‘Deer Doctor’ diagnoses “feeding problem” in Mt. Lebanon
The message to Mt. Lebanon residents from gardener and self-professed “deer doctor” Sandy Baker is this: “You’ve got a feeding problem, whether by accident, design or ignorance – you’ve got a veritable salad bar here for deer!”
Baker spent the weekend of April 25-27 touring neighborhoods and hosting workshops in which she shared the candid diagnosis of Mt. Lebanon’s ongoing anxiety about deer in and around gardens and crossing into traffic.
Baker, author of “How to Deer-Proof Your Garden in Five Easy Steps,” was called in at the suggestion of commissioner Kelly Fraasch.
“It’s clear our deer are being well-fed here,” Fraasch said as she passed out pamphlets on feed bans and aggressive driving enforcement. Baker said the feeding problem can be tackled in part by understanding deer behavior.
“They’re neophobic. They fear anything new, and that’s because they’re a prey species. Their primary concern is not to get killed,” Baker said, “and any new sight, smell or sound is bound to scare them.”
But the scare effect only lasts for seven to 10 days, she said, as deer acclimate to new stimuli within that time frame.
“Putting a motion sensor in your garden with a different radio station blaring every day, that will work sometime,” she said.
Other more practical deterrents she suggested are sprays and repellents, but not predator urine.
“It doesn’t work,” she said, as many in the Mt. Lebanon Public Library nodded in agreement.
“I see many of you may have tried this. It’s a smell that the deer will figure out isn’t a legitimate threat, and then you just end up with coyote pee smell all over your garden,” she said, “and if you use Liquid Fence, or one of these brand name sprays, make sure you don’t have a rabbit or other animal living in the garden perimeter before you spray it, or they’ll stay in there.”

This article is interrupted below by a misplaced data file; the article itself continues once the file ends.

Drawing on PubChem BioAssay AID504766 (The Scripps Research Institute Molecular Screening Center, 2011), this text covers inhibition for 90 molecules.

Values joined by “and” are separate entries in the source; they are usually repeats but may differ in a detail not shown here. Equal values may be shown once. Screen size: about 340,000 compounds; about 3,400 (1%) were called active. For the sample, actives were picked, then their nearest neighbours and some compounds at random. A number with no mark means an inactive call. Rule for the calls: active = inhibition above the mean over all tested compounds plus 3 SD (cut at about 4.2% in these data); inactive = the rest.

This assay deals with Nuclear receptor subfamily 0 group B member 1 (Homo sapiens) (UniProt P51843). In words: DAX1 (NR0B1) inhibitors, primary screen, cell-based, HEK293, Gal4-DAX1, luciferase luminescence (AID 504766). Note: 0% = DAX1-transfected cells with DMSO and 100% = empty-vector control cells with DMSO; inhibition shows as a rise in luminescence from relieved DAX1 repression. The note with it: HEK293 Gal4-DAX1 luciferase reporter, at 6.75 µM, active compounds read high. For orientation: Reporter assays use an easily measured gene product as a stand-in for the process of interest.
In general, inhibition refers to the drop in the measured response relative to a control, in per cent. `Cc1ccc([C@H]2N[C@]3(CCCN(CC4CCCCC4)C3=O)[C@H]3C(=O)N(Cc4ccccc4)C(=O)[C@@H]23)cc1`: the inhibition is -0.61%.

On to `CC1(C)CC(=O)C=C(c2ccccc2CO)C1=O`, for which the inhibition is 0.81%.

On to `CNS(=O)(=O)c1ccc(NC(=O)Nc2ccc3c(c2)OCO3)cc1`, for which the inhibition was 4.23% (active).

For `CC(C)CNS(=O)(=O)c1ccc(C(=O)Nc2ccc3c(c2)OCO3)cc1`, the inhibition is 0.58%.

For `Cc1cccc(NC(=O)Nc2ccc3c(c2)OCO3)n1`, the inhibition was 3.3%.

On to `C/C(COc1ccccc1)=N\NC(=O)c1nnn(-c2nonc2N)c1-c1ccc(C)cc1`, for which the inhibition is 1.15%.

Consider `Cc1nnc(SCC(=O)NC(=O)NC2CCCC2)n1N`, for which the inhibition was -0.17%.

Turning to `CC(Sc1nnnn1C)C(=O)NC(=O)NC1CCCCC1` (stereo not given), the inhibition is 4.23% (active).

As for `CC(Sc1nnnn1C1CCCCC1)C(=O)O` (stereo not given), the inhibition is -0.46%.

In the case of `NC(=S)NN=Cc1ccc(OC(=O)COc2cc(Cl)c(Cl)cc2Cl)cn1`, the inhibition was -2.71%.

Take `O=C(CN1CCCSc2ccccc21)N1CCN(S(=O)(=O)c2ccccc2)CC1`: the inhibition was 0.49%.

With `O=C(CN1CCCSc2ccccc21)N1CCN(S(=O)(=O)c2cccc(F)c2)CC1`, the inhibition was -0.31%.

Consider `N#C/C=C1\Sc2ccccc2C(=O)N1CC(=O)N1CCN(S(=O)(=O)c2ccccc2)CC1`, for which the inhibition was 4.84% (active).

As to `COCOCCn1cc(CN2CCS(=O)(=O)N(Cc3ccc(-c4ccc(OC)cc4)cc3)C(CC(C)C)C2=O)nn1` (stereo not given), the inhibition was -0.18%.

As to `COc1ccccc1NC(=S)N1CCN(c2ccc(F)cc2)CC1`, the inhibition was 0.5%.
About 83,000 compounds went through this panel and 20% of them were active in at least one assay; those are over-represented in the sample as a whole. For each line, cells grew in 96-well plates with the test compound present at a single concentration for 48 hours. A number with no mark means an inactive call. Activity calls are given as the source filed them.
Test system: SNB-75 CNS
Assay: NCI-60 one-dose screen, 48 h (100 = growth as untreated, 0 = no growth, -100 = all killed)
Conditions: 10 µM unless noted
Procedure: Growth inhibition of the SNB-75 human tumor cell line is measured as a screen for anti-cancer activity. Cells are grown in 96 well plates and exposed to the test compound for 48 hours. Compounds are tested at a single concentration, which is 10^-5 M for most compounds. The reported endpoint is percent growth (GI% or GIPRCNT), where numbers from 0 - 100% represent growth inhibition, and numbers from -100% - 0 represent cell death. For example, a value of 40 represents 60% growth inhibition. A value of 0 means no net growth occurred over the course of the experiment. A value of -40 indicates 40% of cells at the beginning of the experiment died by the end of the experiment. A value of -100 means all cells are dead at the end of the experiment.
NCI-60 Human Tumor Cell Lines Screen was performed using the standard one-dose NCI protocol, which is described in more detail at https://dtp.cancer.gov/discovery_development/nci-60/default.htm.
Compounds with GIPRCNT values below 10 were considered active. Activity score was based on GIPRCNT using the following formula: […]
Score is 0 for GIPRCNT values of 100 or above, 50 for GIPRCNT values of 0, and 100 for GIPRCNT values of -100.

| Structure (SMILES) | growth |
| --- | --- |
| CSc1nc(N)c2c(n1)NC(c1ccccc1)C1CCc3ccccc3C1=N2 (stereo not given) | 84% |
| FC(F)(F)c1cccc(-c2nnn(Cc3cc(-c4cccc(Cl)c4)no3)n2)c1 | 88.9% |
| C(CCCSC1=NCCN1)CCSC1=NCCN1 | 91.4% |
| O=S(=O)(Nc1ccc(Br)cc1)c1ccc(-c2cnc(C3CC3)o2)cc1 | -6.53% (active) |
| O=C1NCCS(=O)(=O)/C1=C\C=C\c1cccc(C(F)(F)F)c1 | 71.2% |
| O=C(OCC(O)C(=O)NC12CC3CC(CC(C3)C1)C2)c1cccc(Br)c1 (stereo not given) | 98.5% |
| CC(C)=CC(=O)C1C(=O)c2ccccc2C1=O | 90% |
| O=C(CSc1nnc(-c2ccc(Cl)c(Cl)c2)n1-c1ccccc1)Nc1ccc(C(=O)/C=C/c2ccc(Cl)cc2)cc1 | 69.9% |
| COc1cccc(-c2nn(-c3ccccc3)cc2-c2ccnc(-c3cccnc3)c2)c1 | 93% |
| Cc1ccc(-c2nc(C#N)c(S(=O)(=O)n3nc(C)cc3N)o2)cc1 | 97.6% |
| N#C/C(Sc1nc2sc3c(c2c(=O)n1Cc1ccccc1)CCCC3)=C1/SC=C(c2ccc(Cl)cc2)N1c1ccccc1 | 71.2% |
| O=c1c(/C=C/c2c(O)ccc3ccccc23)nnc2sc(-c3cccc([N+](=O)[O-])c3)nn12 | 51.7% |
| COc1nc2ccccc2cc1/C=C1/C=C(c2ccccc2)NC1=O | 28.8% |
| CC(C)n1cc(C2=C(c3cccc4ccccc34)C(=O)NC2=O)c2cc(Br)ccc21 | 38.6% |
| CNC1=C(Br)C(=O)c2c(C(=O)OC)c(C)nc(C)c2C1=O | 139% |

For the down and dirty list of native plants that are deer deterrent, Baker leaned on Jim Jenkins Lawn and Garden Center, who presented displays at Earth Day in Mt. Lebanon Park.
“Stay away from tulips. Those are deer candy,” said co-owner Lisa Jenkins, “likewise with petunias, pansies, azaleas – they love them.”
Jenkins has lists of “deer-leerious” plants on a scale from 1-3, indicating the likelihood that they will avoid the plant, which are available for pickup in the store at 1877 Painters Run Road. The Agricultural Science department of Penn State Extension in Pike County also compiled a state-wide list of native, deer-resistant plants.
Other types of food, like birdseed, also attract deer, Baker said.
“Put hot pepper flakes in the seed and it won’t bother the birds, but the deer won’t pick at it.”
Fencing, Baker advised, should be installed in a staggered manner.
“They won’t jump in between two fences so they have a chance of getting stuck, and so they won’t jump a high fence or multiple fences, either,” she said. Same goes for fishing line, which deters deer because they don’t like “things they can’t see, but can feel.”
Deer also avoid all herbs except basil, and garlic is a good bulb to plant in between traditional leafy vegetables.
“Or plant marigolds, or hide your vulnerable plants behind rows of shrubs,” Baker said. “This is a community problem, and it’s your job now to help educate your neighbors and your community how to tackle this problem.”
“And whatever you do, don’t feed them – but never, ever feed them during winter. People feel bad for them that they have no food, but if you’re tossing out corn or apple cores, you’re actually hurting them,” she said, “as you disrupt their digestive systems that are primed for fasting, you reset them and it takes weeks for them to get back.”